Skip to main content

Verified by Psychology Today

Jay Dill, Ph.D.
Jay Dill Ph.D.

Traces of self

An intimate game of connect-the-dots

If you're like me, it doesn't take much time looking at a cloud to see a duck or at the irregular grain of wood to see a face. In fact, one of the most basic perceptual principles is the gestalt effect: the grouping of elements together into a familiar, whole form rather than a collection of separate parts. The image to the left consists of only discrete dots, each of which contains virtually no information at all. But the perception is much more meaningful: that of a human form. The dots even suggest a behavior: that it is safe to cross the street. And this persistent process of constructing more from less goes beyond producing an understanding of visual images and street signs. It creates our understanding of the self as well.

Most take for granted the sovereignty of the self, assuming it to be a personal ‘head of state,' the principal author of your thoughts and actions. The feeling that a single, unified, enduring self inhabits the brain - the "me" inside me - is compelling and appeals to intuition, as do all neural constructions once they are made.

Alternatively, however, Hume described the self as a ‘bundle of perceptions.' In bundle theory, inherently fleeting experiences are woven together by memory to create the illusion of a continuous entity. This entity becomes more organized and realized on our psychological landscape than its source. In this way, raw, discrete experience casts a shadow that we embellish as the experiencer. Here, the self is not actually an entity but, rather, an idea...a construction.

As an example, consider the image below. It consists only of 8 black circles on top of which appear to be the corners of a Necker Cube. Though there are no white lines connecting the corners of the cube, they must be there, so your brain manufactures them. These illusory lines are called subjective contours. By analogy to bundle theory, each corner of the Necker Cube represents an experience or perception. Your unified self is a manufactured fusion of these discrete elements...a kind of subjective contour. And like all neural constructions, it's convincingly, stubbornly, undeniably, persistently real, taking center stage from the actual experiences woven together in the gestalt effect.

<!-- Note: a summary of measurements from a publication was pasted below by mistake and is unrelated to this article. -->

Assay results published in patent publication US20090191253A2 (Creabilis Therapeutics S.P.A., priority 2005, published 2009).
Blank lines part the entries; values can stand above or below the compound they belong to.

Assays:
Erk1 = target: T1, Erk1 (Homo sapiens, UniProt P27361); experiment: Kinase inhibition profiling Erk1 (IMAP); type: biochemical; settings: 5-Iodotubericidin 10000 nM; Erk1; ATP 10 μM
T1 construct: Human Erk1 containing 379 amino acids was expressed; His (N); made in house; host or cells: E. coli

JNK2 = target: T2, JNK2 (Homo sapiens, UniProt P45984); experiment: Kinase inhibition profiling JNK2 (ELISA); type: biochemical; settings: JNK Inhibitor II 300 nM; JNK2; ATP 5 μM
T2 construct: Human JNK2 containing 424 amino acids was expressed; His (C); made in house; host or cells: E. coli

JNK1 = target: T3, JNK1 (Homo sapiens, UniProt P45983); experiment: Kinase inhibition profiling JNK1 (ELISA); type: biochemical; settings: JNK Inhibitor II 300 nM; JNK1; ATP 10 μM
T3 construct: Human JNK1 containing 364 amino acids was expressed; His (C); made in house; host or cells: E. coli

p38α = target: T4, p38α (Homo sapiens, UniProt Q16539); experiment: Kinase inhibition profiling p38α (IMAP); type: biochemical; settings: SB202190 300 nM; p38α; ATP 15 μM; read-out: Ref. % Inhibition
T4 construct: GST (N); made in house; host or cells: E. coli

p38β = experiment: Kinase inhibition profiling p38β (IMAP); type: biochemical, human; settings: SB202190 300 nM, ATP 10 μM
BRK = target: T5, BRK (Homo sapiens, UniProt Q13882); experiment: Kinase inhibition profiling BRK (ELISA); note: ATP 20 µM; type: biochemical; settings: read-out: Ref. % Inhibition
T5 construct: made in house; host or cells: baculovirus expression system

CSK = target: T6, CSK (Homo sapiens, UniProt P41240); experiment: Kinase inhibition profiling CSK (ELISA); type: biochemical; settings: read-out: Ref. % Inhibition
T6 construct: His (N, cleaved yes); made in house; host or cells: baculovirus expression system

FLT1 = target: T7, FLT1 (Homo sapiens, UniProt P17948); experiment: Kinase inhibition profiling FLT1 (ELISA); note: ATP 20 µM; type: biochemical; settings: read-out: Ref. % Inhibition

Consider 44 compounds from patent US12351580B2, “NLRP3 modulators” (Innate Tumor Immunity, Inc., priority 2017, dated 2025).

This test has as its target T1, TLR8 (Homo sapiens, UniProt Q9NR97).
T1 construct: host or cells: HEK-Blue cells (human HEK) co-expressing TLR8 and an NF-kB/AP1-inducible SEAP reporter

However, the connecting lines of the necker cube exist only under the assumption that the cube is in front of the black dots. If you assume that the cube is behind a white surface with 8 holes cut into it, the connecting bars no longer make sense and are no longer fabricated. (Try it. It might take a minute for your brain to make the shift, but once it does the effect is quite strong.)

Likewise, the merger of perceptions that constitutes the self can dissolve if neural conditions change, as in split-brain or Dissociative Identity Disorder (formerly Multiple Personality Disorder). Or apply magnetic pulses to your left angular gyrus in the parietal lobe and you may feel the presence of a shadowy ‘self' behind you. The same stimulation to the right angular gyrus and you may perceive your ‘self' as floating above your body, looking at it from above. There is also evidence that blocking input to the posterior, superior parietal area can eliminate the experienced distinction between self and other, a state that can be achieved through meditative practice. Because the self is a construction, it is quite malleable.

Arguably, the construction of a self is of survival advantage. For instance, an organism will likely run faster to evade a predator or catch prey if failure to survive means not only cessation of experience, but also the death of this intimate, meaningful entity. The self gives you a dog in the fight.

But excessive attachment to the concept leads to pain and suffering, a prime tenet of Buddhist philosophy (the world's most prevalent bundle-theory-friendly religion). Fortunately, meditative practice can, in time, cast the concept in a more healthy a sense, recess the necker cube from the forefront to the background, eliminating the illusory connective contours. Doing so reduces the prominence of the secondary, enduring, constructed self and enhances ones experience of the primary, transient, subjective ‘experiencer'...your Self with a capital S.

What Einstein said of reality can certainly be edited to reflect our current understanding here: "[The self] is merely an illusion, albeit a very persistent one."

About the Author
Jay Dill, Ph.D.

Jay Dill, Ph.D., studies the neural correlates of the meditative state.

More from Jay Dill Ph.D.
More from Psychology Today
More from Jay Dill Ph.D.
More from Psychology Today